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The Continent Is Still A Tough Neighborhood For Ups (Int'l Edition)

International -- European Business: EUROPE


Despite massive losses, it's vowing not to retreat

For United Parcel Service Inc., it's shaping up as another body blow. On Sept. 16, the European Parliament is expected to postpone opening bloated postal monopolies to almost all competition until 2003 or later. That's bad news for UPS, which charges that Deutsche Post, France's La Poste, and others are subsidizing express services through protected letter-delivery franchises. It also means that UPS, just after a painful strike at home, faces a steeper climb before turning around its European operations, which have lost over $500 million in the past three years.

The U.S. courier's woes underscore Europe's patchy progress toward a single market. While the European Commission is opening such areas as airlines and telecommunications, in other sectors--energy and postal services among them--it is barely budging. "We came to Europe because borders were coming down fast," says Colin Beesley, UPS's marketing manager in Britain. That was a grim miscalculation. While UPS is geared to global traffic, more than 90% of Europe's parcel business remains domestic. UPS does not now expect to see profit in Europe until at least 2000.

The courier's commitment has been huge. In the runup to the 1992 single market, UPS spent $1 billion on a European parcel-delivery network. But the monopolies hit back hard. Deutsche Post put $2.2 billion into 33 parcel-sorting centers around Germany. Critics say such lavish funding is possible because national governments, fearful of job losses, accept high prices. The German postal rate went up just this month to 1.1 Deutschemarks, about 60 cents, for a normal letter--almost twice the U.S. rate. "It's a blatant cross-subsidy, using profits from a monopoly to build up a parcel business," complains Anton van der Lande, UPS's Brussels-based vice-president for European affairs. Deutsche Post denies such charges and insists that it must provide universal service to every address in Germany.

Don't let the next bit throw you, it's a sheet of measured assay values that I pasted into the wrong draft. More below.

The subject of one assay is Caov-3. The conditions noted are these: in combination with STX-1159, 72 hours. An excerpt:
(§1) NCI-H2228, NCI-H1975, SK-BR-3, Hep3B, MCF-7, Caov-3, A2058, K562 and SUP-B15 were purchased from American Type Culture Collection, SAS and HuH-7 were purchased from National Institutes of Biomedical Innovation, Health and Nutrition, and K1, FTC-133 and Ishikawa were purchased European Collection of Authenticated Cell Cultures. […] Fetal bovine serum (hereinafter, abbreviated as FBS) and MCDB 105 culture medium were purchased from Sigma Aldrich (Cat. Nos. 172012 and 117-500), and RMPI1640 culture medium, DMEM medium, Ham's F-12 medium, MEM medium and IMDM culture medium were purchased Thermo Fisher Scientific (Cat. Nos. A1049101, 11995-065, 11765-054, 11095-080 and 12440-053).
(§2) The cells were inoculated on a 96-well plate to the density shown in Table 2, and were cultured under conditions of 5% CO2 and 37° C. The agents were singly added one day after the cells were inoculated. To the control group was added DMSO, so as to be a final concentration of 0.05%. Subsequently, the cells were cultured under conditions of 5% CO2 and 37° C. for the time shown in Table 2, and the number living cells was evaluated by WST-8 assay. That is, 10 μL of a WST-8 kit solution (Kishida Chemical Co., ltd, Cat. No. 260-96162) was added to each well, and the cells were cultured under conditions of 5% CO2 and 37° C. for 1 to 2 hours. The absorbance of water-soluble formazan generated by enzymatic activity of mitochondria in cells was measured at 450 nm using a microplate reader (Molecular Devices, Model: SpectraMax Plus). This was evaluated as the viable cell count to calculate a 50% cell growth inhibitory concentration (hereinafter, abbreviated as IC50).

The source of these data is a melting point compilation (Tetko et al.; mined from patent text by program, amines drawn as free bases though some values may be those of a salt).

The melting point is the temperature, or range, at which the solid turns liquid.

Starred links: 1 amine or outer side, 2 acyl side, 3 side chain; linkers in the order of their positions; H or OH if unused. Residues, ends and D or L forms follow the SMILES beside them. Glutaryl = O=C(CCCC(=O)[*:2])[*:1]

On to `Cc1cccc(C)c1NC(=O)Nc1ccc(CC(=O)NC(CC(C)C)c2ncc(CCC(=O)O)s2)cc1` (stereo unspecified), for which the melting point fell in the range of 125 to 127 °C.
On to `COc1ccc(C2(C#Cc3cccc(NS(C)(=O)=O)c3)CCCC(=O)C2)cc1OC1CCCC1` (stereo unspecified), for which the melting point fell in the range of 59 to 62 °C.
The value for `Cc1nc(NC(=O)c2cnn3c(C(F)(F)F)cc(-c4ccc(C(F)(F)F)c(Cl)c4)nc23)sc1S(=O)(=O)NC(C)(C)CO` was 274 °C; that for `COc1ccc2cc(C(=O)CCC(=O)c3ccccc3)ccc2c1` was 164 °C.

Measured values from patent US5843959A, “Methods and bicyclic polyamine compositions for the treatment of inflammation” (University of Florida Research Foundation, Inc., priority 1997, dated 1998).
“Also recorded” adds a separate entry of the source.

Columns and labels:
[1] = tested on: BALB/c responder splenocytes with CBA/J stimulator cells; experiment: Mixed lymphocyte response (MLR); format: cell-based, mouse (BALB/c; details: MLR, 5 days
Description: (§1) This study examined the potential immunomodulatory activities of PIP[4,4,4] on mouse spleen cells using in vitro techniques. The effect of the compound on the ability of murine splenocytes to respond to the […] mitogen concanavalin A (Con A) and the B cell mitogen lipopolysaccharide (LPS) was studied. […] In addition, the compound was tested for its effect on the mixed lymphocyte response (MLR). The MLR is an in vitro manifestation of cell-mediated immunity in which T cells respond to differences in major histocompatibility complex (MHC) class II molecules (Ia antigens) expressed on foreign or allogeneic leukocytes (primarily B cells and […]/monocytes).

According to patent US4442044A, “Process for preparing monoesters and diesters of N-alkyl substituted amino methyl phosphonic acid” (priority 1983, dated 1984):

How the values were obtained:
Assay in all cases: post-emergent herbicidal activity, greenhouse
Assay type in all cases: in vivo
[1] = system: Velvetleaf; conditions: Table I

UPS has fought back with more than investments. In 1994, it lodged an antitrust complaint with the EC against Deutsche Post. The new postal directive is likely to require monopolies to keep separate "letter" and "parcel" accounts, while barring cross-subsidies. But EC sources now say that it is about to withdraw its cross-subsidy charges. Even if Brussels does investigate Deutsche Post, van der Lande admits, "this is not a victory. It will take a long time to see real action."

Adapting to European habits has been another struggle. UPS forbids its drivers to drink on the job, but try telling a French driver to forgo his lunchtime wine. A more serious problem stems from lingering border controls. Because a value-added tax is levied where a package is delivered, UPS has to deal with 15 different tax regimes.

UPS is not alone in finding Europe tough sledding. Federal Express Corp. shut down its internal European service in 1992 to concentrate on transatlantic deliveries. "We found that people wanted express service from London to L.A., but not from London to Paris," recalls Cliff Morley, FedEx's European spokesman. But competition is still fierce. DHL is No.1 in express documents, while privatized and profitable Dutch PTT Post last year bought Australian-based TNT Ltd.--which made it Europe's leader in cross-border parcel deliveries. Says a confident Ad Scheepbouwer, PTT Post's president: "We are spending our time improving our market share, not building court cases."

WELL-POSITIONED. Although its market share is only 15%, UPS vows no retreat. Through 2000, it will spend an additional $1.1 billion in Europe on aircraft, vehicles, and a tracing system. UPS retail outlets are spreading, and the company assures delivery before 10:30 a.m. in 400 European cities. While the market is small, growth is now 15% per year--half again faster than the U.S. market.

As the market expands, UPS is well-positioned to offer its multinational clients the one-stop shopping they demand. "If we were going to become a global leader in express package delivery, we knew we must be in Europe and that we must be successful in Europe," says marketing manager Beesley. Fighting words. And it looks like UPS will back them up with deeds.By William Echikson in BrusselsReturn to top

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